Ardern, 42, has become a global progressive icon since her election in 2017 and won praise for her handling of the nation’s worst mass shooting and the beginning of the pandemic. But her approval ratings have plummeted at home, jeopardizing her re-election prospects and intensifying the vitriolic abuse she has experienced throughout her time in office.
“With such a privileged role comes responsibility — the responsibility to know when you are the right person to lead, and also when you are not,” Ardern said in a surprise announcement in Napier, where her governing center-left Labour Party is holding a caucus retreat. “I know what this job takes, and I know that I no longer have enough in the tank to do it justice.”
She said she would resign as prime minister no later than Feb. 7 and would not seek re-election to Parliament later this year.
“This has been the most fulfilling five and a half years of my life, but it has also had its challenges,” Ardern told reporters. “Among an agenda focused on housing, child poverty and climate change, we encountered a major biosecurity incursion, a domestic terror event, a major natural disaster, a global pandemic and an economic crisis.
“The decisions that have had to be made have been continual, and they have been weighty,” she said.
Ardern, who was the world’s youngest female leader when she first took office, has faced a number of challenges including the mass shooting at two mosques in Christchurch that killed 51 people, a deadly volcanic eruption, an outbreak of cattle disease and the coronavirus.
“Her international reputation in many ways has been made out of dealing with things that no one would have wanted,” said Grant Duncan, an associate professor at Massey University in Auckland.
Ardern was praised for her “zero-Covid” approach to the pandemic and the managed transition away from it once vaccines became available, allowing life inside the country to continue largely as normal while minimizing deaths. She was a highly visible face of New Zealand’s pandemic response, urging the country’s “team of 5 million” people to face the crisis together at near-daily public briefings.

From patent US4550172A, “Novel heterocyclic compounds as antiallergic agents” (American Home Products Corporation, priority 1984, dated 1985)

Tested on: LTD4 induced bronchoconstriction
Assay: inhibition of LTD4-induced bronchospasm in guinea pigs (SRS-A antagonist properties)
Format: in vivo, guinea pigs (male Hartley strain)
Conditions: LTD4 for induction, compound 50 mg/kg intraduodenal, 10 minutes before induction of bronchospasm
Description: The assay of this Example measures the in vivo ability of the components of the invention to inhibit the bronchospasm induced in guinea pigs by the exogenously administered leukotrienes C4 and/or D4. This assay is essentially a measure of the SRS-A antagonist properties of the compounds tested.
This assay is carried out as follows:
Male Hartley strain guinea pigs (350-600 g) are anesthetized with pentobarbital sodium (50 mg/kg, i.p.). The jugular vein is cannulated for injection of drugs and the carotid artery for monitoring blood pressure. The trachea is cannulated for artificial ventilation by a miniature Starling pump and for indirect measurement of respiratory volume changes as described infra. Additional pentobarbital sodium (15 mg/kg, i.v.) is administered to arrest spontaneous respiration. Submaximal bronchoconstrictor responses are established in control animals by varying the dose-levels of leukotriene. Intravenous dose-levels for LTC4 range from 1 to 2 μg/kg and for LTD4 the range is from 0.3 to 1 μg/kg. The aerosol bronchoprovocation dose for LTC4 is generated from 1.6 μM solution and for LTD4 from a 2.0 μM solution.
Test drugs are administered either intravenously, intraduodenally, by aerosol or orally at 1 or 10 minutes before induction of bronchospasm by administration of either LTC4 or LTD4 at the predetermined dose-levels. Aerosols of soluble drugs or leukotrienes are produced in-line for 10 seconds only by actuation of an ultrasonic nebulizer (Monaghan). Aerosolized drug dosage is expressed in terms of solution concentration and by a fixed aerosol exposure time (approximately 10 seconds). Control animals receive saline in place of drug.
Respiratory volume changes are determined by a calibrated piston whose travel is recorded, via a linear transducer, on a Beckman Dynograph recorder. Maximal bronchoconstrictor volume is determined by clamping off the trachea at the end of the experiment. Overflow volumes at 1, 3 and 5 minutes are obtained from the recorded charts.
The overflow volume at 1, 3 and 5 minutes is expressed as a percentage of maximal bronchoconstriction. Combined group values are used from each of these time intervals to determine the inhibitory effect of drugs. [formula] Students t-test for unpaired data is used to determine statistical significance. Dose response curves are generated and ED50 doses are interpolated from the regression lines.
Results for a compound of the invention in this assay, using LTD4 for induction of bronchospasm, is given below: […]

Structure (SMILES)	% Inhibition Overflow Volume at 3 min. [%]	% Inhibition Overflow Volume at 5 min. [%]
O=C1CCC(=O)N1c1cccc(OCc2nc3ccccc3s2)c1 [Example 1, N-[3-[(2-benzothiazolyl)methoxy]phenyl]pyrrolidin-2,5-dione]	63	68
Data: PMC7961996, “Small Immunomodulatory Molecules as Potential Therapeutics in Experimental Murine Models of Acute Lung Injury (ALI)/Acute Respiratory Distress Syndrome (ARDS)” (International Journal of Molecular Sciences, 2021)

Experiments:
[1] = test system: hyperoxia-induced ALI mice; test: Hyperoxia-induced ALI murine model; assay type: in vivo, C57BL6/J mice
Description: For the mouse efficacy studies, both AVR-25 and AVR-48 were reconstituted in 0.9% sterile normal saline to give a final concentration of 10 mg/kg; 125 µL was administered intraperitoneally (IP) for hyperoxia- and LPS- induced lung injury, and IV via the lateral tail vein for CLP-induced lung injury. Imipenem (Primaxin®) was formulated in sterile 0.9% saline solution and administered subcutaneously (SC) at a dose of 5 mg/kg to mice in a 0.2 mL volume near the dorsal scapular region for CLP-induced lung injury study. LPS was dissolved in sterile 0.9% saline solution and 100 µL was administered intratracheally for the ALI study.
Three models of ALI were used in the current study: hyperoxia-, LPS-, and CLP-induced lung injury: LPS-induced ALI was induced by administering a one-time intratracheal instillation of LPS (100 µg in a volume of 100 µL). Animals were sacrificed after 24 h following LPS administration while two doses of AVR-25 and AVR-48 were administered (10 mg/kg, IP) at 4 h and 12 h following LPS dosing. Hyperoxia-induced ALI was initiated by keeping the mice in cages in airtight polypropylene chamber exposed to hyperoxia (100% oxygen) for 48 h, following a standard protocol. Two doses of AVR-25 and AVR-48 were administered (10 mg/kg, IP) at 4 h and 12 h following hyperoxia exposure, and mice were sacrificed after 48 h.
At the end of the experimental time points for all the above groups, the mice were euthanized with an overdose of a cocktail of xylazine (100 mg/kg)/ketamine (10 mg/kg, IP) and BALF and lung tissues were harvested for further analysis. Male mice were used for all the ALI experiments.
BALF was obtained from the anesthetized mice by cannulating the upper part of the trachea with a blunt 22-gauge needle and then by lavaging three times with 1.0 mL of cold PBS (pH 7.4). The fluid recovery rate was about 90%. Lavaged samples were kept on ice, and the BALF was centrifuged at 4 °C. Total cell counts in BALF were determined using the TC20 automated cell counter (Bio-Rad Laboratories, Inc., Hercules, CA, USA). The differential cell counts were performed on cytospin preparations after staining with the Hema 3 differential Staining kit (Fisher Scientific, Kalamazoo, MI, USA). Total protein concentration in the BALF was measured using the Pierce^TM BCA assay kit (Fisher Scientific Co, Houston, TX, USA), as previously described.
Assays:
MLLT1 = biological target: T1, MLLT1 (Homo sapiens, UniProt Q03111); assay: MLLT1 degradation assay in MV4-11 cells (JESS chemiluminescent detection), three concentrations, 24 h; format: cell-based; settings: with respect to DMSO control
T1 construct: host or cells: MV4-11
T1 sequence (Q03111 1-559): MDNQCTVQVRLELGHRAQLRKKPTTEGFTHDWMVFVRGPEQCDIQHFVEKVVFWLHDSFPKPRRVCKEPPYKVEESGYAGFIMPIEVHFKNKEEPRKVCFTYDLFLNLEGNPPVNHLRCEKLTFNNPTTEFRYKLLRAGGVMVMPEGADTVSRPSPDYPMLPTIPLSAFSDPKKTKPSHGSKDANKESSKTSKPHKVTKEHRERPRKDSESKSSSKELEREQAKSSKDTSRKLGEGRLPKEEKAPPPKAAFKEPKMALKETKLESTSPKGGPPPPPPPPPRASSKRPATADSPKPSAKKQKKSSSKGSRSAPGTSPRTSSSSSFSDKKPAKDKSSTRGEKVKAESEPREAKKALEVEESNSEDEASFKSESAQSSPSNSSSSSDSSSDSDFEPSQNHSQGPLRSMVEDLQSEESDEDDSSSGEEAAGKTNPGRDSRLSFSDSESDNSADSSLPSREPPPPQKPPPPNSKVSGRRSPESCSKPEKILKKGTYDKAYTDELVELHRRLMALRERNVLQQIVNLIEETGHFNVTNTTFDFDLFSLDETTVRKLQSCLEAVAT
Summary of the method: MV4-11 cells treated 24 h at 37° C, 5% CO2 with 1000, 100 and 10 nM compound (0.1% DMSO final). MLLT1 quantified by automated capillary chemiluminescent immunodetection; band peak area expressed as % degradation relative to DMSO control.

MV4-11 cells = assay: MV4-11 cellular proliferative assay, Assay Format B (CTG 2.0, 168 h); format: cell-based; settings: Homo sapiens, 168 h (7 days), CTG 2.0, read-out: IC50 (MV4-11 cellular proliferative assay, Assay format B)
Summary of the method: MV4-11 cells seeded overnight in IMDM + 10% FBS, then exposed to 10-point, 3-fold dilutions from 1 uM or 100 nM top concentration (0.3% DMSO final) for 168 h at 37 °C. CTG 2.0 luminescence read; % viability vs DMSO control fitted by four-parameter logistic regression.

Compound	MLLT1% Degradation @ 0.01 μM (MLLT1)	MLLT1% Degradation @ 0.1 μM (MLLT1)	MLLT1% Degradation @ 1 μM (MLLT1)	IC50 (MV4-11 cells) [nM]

“Covid-19 in particular really sorted the sheep from the goats when it came to leadership around the world,” Duncan said.
Though Ardern’s pandemic strategy helped propel her party to a historic landslide win in 2020, it also drew criticism that it was too strict, with the entire nation going into lockdown in August 2021 after the discovery of a single case. An official inquiry into the government’s response is underway, and many of Ardern’s right-wing critics cheered her resignation announcement Thursday.
The Labour Party will hold a vote for a new leader Sunday. If that person receives more than two-thirds of caucus support, Ardern said, she will resign soon after and the new leader will be sworn in as prime minister. Otherwise, the vote will go to the wider party membership.
Ardern said she plans to remain in Parliament until April, avoiding the need for a snap vote in her suburban Auckland electorate. Beyond that, she said, she has no plans other than spending time with her family.
Ardern was the world’s second elected head of government to give birth while in office, bringing her 3-month-old daughter, Neve, to the floor of the United Nations General Assembly in New York in 2018.
In her remarks Thursday, Ardern said that her partner, television presenter Clarke Gayford — whose wedding to Ardern was postponed by the pandemic — and Neve were “the ones that have sacrificed the most out of all of us.”
“To Neve: Mum is looking forward to being there when you start school this year,” she said. “And to Clarke — let’s finally get married.”
Ardern had faced the prospect of a tough campaign in the next election, which she said Thursday would be held Oct. 14. Along with a perceived increase in violent crime, New Zealand is facing many of the same issues as other countries, including a housing crisis, income inequality and surging inflation.
Though recent polls have put Labour behind the conservative National Party, Ardern said that had not affected her decision.
“I’m not leaving because I believe we can’t win the election, but because I believe we can and will, and we need a fresh set of shoulders for that challenge,” she said.
Tributes to Ardern have poured in from New Zealand politicians and leaders around the world.
“Jacinda Ardern has shown the world how to lead with intellect and strength,” Australian Prime Minister Anthony Albanese said on Twitter. “She has demonstrated that empathy and insight are powerful leadership qualities.”
Christopher Luxon, leader of the opposition National Party, said Ardern had made a significant contribution to the country and was a “strong ambassador for New Zealand on the world stage.”
“Her leadership in the aftermath of the Christchurch terror attacks was simultaneously strong and compassionate, and is something she can be proud of,” he said.
Former New Zealand Prime Minister Helen Clark said Ardern had done an “extraordinary job” and lamented the rising threats she has faced from far-right groups that have embraced vaccine misinformation and extremism.
“The pressures on prime ministers are always great, but in this era of social media, clickbait and 24/7 media cycles, Jacinda has faced a level of hatred and vitriol which in my experience is unprecedented in our country,” she said.
Ardern said Thursday that while the heightened security risk “does have an impact,” it was not the reason for her resignation.
She said she hoped New Zealanders would remember her “as someone who always tried to be kind.”
She said she hoped to leave behind “a belief that you can be kind but strong, empathetic but decisive, optimistic but focused — that you can be your own kind of leader, one that knows when it’s time to go.”